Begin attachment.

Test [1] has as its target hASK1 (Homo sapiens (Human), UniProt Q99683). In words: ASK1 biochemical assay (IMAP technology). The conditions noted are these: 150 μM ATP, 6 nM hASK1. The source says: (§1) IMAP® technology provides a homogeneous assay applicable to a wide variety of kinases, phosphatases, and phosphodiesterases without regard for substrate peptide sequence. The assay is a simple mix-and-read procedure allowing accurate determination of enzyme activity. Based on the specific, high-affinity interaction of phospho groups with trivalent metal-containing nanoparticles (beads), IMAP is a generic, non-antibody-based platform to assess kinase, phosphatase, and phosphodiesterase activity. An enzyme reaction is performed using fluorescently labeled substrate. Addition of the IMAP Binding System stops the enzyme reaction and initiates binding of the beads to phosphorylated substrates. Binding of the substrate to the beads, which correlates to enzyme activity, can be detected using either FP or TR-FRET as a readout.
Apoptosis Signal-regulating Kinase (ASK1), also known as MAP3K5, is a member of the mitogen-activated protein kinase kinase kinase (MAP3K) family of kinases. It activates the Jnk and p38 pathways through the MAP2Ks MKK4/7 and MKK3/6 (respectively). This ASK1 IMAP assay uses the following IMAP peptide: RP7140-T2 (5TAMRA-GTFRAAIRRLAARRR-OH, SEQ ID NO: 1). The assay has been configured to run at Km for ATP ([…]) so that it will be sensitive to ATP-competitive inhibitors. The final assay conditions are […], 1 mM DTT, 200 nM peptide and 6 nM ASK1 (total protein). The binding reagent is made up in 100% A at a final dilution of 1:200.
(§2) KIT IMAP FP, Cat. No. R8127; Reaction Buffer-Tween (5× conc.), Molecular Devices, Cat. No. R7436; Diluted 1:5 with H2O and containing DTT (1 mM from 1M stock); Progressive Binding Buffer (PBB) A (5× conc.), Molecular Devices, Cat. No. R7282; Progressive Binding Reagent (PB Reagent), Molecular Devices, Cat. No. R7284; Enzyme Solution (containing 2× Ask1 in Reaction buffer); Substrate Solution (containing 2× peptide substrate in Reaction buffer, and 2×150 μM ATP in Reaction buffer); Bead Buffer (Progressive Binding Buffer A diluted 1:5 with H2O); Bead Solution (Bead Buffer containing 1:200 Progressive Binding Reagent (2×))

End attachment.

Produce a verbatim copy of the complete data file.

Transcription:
Test [1] has as its target hASK1 (Homo sapiens (Human), UniProt Q99683). In words: ASK1 biochemical assay (IMAP technology). The conditions noted are these: 150 μM ATP, 6 nM hASK1. The source says: (§1) IMAP® technology provides a homogeneous assay applicable to a wide variety of kinases, phosphatases, and phosphodiesterases without regard for substrate peptide sequence. The assay is a simple mix-and-read procedure allowing accurate determination of enzyme activity. Based on the specific, high-affinity interaction of phospho groups with trivalent metal-containing nanoparticles (beads), IMAP is a generic, non-antibody-based platform to assess kinase, phosphatase, and phosphodiesterase activity. An enzyme reaction is performed using fluorescently labeled substrate. Addition of the IMAP Binding System stops the enzyme reaction and initiates binding of the beads to phosphorylated substrates. Binding of the substrate to the beads, which correlates to enzyme activity, can be detected using either FP or TR-FRET as a readout.
Apoptosis Signal-regulating Kinase (ASK1), also known as MAP3K5, is a member of the mitogen-activated protein kinase kinase kinase (MAP3K) family of kinases. It activates the Jnk and p38 pathways through the MAP2Ks MKK4/7 and MKK3/6 (respectively). This ASK1 IMAP assay uses the following IMAP peptide: RP7140-T2 (5TAMRA-GTFRAAIRRLAARRR-OH, SEQ ID NO: 1). The assay has been configured to run at Km for ATP ([…]) so that it will be sensitive to ATP-competitive inhibitors. The final assay conditions are […], 1 mM DTT, 200 nM peptide and 6 nM ASK1 (total protein). The binding reagent is made up in 100% A at a final dilution of 1:200.
(§2) KIT IMAP FP, Cat. No. R8127; Reaction Buffer-Tween (5× conc.), Molecular Devices, Cat. No. R7436; Diluted 1:5 with H2O and containing DTT (1 mM from 1M stock); Progressive Binding Buffer (PBB) A (5× conc.), Molecular Devices, Cat. No. R7282; Progressive Binding Reagent (PB Reagent), Molecular Devices, Cat. No. R7284; Enzyme Solution (containing 2× Ask1 in Reaction buffer); Substrate Solution (containing 2× peptide substrate in Reaction buffer, and 2×150 μM ATP in Reaction buffer); Bead Buffer (Progressive Binding Buffer A diluted 1:5 with H2O); Bead Solution (Bead Buffer containing 1:200 Progressive Binding Reagent (2×))